As of May 5, 2012, there was $107.5 million of total unrecognized compensation cost related to unvested share-based awards comprised of stock options and restricted stock units. That cost is expected to be recognized over a weighted-average period of 1.5 years. The total grant-date fair value of shares that vested during the three and six months ended May 5, 2012 was approximately $1.8 million and $26.8 million, respectively. The total grant-date fair value of shares that vested during the three and six months ended April 30, 2011 was approximately $1.4 million and $27.0 million, respectively,

Note 4 – Comprehensive Income

Components of comprehensive income include net income and certain transactions that have generally been reported in the consolidated statement of shareholders’ equity and consist of the following:

 

     Three Months Ended  
     May 5, 2012     April 30, 2011  

Net income

   $ 162,899      $ 241,826   

Foreign currency translation adjustments

     (1,389     6,180   

Change in unrealized holding losses (net of taxes of $435 and $5, respectively) on securities classified as short-term investments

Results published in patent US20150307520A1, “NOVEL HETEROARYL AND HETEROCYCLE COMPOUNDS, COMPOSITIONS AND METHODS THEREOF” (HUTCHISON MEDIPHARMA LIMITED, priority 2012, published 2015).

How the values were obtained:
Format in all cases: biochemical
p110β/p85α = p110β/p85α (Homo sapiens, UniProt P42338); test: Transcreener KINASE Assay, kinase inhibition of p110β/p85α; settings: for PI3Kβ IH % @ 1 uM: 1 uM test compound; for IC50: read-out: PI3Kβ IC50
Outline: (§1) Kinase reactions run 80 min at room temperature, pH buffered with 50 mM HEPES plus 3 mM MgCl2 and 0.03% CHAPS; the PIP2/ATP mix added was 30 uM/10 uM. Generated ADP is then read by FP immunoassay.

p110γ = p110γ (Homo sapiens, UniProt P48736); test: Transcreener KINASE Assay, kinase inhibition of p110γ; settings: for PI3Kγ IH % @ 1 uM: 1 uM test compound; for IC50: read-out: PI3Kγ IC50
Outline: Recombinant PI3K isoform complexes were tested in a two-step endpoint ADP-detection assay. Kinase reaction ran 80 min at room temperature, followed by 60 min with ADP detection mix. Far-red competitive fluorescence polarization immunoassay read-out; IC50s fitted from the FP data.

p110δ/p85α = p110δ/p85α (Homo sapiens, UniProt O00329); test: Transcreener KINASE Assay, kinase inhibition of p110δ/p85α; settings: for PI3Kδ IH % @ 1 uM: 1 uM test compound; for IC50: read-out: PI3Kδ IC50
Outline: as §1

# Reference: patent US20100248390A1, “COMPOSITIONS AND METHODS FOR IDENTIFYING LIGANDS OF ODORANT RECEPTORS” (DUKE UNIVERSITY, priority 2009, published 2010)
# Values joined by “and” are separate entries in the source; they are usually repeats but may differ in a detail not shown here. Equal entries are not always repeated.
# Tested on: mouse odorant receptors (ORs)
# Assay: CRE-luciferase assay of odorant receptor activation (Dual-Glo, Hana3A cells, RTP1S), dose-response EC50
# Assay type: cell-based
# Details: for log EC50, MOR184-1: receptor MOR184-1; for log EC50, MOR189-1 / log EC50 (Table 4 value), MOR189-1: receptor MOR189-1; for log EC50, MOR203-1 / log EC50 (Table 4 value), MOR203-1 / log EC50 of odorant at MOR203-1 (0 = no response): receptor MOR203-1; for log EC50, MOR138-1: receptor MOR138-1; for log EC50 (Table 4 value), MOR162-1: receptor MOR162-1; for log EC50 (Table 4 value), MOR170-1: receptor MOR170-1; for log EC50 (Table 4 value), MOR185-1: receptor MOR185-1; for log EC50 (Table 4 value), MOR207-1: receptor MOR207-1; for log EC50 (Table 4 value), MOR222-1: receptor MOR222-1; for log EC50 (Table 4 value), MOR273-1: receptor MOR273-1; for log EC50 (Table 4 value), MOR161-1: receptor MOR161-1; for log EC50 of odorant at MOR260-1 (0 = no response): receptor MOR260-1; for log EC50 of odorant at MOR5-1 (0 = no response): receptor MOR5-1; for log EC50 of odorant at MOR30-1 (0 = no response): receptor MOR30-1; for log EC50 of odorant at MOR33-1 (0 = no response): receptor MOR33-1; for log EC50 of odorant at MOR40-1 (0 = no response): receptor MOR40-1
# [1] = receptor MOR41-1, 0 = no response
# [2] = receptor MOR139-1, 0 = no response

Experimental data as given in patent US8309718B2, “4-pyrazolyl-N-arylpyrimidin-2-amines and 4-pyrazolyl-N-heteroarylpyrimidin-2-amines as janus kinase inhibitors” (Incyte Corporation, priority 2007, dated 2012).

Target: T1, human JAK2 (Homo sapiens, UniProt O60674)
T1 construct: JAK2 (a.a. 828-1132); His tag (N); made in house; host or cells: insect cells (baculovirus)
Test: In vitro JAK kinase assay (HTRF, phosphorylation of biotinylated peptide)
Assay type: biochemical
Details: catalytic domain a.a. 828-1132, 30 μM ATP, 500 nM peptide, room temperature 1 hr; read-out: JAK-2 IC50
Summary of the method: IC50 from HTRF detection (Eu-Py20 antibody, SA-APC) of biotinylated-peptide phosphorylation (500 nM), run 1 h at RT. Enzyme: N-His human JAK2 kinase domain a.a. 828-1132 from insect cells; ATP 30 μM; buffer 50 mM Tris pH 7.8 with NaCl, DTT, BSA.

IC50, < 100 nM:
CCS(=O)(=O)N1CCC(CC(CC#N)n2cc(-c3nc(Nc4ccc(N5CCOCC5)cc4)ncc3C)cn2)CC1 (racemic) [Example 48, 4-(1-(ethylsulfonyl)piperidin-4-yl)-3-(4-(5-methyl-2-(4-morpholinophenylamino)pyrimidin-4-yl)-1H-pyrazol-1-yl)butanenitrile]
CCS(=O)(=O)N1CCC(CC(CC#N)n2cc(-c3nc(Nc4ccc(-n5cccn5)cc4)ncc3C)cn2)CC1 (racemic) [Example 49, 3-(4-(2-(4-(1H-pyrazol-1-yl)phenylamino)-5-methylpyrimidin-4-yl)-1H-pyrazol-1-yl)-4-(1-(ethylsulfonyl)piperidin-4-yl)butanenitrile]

(2,034     (38

Change in unrealized holding (losses) gains (net of taxes of $398 and $23, respectively) on securities classified as other investments

     (740     43   

Change in unrealized gains (net of taxes of $416 and $850, respectively) on derivative instruments designated as cash flow hedges

     2,635        5,666   

Pension plans

    

Transition obligation

     (2     (3

Net actuarial loss

     (273     (3,060
  

 

 

   

 

 

 

Other comprehensive (loss) gain

     (1,803     8,788   
  

 

 

   

 

 

 

Comprehensive income

   $ 161,096      $ 250,614   
  

 

 

   

 

 

 

 

10


     Six Months Ended  
     May 5, 2012     April 30, 2011  

Income from continuing operations, net of tax

   $ 302,281      $ 457,432   

Foreign currency translation adjustments

     (3,641     6,159   

Change in unrealized holding (losses) gains (net of taxes of $229 and $18, respectively) on securities classified as short-term investments

     (887     124